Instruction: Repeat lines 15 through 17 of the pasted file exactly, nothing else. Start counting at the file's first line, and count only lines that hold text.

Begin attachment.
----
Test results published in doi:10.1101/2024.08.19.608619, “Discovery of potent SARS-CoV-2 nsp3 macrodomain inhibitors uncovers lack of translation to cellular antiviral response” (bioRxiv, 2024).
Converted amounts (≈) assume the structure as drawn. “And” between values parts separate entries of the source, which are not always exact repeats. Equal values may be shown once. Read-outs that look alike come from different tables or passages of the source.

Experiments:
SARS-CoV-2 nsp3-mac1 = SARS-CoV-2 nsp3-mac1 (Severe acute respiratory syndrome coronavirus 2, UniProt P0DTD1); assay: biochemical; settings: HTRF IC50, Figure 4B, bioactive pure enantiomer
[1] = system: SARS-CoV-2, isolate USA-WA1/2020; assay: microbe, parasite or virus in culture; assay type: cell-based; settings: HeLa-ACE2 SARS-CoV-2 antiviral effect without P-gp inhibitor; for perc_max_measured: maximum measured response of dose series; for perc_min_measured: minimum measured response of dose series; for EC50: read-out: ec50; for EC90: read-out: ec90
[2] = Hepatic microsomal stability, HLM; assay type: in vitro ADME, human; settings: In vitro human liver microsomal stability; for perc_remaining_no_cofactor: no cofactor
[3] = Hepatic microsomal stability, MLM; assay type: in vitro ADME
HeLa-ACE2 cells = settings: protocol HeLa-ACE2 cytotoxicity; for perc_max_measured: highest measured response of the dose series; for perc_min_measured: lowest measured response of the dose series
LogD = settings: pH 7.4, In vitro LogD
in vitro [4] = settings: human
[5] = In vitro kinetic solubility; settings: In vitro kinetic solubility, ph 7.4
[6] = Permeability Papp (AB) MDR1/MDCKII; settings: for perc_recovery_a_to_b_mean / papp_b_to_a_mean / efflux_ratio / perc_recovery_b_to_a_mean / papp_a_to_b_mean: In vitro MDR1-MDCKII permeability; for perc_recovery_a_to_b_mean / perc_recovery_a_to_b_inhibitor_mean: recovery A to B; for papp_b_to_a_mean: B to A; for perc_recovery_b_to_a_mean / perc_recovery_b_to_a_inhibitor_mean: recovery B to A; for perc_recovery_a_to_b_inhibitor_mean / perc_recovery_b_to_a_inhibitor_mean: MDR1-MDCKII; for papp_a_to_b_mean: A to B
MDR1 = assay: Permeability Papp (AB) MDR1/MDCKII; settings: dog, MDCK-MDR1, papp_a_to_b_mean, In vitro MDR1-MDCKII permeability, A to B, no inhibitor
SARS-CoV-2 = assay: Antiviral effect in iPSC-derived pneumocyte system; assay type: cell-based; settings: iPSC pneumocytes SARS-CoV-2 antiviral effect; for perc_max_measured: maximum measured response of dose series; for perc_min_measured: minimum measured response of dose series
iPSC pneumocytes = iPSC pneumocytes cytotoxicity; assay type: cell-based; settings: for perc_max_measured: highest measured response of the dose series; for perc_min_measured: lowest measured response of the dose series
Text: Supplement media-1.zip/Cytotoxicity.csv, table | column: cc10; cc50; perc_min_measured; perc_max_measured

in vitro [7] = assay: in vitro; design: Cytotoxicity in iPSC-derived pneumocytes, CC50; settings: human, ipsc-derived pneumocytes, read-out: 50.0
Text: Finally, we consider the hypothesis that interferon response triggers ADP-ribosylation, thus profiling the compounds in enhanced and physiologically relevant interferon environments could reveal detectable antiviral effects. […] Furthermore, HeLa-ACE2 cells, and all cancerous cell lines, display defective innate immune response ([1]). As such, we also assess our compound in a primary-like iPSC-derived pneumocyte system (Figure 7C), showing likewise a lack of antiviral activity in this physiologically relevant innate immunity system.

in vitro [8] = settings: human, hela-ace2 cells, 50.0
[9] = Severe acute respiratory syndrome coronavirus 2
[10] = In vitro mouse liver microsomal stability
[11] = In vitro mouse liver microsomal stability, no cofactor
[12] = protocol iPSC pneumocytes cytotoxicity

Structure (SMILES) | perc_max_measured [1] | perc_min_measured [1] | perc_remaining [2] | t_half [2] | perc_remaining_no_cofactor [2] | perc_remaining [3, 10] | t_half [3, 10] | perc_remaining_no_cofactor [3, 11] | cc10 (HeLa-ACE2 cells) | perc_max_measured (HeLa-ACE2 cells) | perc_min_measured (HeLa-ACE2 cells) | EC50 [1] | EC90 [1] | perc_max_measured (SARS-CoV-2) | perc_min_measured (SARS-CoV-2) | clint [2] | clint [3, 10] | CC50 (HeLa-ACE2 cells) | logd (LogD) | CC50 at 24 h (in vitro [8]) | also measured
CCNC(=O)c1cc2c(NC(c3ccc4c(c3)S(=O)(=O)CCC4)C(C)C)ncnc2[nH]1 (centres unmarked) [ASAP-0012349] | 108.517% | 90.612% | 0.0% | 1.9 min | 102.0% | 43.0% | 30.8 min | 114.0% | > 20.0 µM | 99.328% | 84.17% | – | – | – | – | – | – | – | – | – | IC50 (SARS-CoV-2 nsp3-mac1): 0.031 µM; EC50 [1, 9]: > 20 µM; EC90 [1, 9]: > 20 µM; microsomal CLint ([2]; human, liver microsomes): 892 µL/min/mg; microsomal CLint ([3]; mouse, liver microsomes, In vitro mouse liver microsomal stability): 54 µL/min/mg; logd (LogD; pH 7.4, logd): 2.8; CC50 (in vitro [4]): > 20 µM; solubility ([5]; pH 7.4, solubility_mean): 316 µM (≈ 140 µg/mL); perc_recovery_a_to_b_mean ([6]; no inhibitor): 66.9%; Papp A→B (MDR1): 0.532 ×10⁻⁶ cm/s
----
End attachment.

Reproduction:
iPSC pneumocytes = iPSC pneumocytes cytotoxicity; assay type: cell-based; settings: for perc_max_measured: highest measured response of the dose series; for perc_min_measured: lowest measured response of the dose series
Text: Supplement media-1.zip/Cytotoxicity.csv, table | column: cc10; cc50; perc_min_measured; perc_max_measured

in vitro [7] = assay: in vitro; design: Cytotoxicity in iPSC-derived pneumocytes, CC50; settings: human, ipsc-derived pneumocytes, read-out: 50.0